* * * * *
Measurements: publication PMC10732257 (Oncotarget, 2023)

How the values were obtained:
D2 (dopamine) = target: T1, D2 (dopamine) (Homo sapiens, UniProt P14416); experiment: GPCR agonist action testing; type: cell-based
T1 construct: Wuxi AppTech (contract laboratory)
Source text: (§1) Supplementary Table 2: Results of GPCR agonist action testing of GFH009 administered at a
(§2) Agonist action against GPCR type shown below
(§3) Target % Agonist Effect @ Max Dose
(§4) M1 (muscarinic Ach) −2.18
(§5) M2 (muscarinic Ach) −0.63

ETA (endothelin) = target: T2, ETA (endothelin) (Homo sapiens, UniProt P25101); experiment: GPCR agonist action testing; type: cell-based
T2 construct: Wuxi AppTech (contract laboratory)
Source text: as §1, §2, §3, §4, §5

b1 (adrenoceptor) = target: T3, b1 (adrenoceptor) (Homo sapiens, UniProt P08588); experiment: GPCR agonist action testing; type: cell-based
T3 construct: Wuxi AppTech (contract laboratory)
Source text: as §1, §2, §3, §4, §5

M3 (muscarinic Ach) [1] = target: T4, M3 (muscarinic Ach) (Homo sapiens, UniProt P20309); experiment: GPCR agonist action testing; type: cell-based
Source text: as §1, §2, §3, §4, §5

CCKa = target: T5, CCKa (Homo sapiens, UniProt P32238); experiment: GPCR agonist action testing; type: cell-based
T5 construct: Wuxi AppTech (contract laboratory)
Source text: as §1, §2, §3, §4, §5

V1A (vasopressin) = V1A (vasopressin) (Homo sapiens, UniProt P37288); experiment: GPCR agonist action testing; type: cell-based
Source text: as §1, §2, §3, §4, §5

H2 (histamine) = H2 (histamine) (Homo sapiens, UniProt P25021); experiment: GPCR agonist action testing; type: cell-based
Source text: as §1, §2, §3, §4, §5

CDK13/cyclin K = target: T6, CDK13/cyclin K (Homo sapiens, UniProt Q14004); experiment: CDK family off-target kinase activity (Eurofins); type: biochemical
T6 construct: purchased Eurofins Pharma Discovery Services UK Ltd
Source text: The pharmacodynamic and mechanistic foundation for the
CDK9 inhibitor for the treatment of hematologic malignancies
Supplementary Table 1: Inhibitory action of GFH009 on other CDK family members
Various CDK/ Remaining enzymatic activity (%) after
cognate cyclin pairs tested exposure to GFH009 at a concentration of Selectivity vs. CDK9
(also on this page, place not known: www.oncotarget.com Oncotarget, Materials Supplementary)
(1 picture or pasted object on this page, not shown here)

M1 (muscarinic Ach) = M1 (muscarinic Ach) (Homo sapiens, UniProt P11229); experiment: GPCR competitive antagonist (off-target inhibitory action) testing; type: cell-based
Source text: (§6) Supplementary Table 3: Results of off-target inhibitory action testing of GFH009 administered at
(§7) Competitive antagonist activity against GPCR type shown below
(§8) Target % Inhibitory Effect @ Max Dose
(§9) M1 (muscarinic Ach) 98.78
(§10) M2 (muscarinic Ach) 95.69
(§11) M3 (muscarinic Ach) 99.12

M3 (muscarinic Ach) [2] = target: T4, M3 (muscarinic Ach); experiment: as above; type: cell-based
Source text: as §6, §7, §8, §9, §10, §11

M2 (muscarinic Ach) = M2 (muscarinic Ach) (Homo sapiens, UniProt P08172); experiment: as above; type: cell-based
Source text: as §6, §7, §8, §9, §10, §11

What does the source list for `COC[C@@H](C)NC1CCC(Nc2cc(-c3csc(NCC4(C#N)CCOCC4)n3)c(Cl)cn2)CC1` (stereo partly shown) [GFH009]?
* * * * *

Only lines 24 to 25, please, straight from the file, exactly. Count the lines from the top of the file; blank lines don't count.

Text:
Source text: as §1, §2, §3, §4, §5

CDK13/cyclin K = target: T6, CDK13/cyclin K (Homo sapiens, UniProt Q14004); experiment: CDK family off-target kinase activity (Eurofins); type: biochemical